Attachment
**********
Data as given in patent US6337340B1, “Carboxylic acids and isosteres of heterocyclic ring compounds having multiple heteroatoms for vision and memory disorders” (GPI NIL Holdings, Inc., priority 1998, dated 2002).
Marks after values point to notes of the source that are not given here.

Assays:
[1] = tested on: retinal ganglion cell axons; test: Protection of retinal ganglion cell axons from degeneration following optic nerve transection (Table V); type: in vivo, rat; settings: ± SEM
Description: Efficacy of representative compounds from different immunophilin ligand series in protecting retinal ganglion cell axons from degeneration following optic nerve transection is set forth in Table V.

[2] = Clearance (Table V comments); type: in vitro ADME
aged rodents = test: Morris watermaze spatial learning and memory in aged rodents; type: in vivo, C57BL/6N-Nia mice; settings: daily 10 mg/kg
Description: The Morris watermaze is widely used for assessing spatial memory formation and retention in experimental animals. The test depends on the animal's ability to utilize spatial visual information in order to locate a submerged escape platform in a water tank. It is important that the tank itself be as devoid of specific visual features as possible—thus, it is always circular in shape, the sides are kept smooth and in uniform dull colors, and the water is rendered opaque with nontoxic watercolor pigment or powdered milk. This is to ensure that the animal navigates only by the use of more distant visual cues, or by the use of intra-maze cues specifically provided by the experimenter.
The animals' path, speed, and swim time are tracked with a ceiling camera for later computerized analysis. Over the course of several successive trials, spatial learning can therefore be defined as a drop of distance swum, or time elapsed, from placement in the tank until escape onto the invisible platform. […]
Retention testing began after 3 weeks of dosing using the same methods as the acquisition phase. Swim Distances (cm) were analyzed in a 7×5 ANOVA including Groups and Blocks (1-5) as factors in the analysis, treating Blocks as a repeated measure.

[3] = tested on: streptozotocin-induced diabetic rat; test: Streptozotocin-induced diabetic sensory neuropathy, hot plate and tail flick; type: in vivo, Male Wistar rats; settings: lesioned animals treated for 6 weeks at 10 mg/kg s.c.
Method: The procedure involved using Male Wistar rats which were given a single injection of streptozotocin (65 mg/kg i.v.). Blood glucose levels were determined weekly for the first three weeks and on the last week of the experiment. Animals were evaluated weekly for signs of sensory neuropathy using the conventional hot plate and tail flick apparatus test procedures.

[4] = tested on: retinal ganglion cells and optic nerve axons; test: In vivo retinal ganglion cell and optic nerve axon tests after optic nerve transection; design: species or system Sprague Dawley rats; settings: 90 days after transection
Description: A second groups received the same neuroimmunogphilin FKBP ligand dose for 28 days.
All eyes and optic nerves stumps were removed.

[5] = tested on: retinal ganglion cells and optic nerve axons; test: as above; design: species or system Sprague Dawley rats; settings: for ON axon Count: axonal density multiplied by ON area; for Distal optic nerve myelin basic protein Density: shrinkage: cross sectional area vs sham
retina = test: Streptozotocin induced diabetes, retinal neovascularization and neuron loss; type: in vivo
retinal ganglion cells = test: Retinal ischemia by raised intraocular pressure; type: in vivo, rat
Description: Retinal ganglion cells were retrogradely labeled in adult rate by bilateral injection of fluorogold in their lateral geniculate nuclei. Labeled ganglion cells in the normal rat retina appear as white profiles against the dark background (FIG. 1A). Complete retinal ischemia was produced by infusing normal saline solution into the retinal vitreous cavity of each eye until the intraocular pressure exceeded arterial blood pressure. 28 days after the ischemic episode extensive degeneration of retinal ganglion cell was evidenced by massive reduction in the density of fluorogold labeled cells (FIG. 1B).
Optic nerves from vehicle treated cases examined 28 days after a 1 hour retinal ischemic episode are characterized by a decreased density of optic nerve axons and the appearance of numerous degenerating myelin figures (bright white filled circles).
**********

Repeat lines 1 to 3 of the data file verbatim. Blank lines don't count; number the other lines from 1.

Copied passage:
Data as given in patent US6337340B1, “Carboxylic acids and isosteres of heterocyclic ring compounds having multiple heteroatoms for vision and memory disorders” (GPI NIL Holdings, Inc., priority 1998, dated 2002).
Marks after values point to notes of the source that are not given here.

Assays: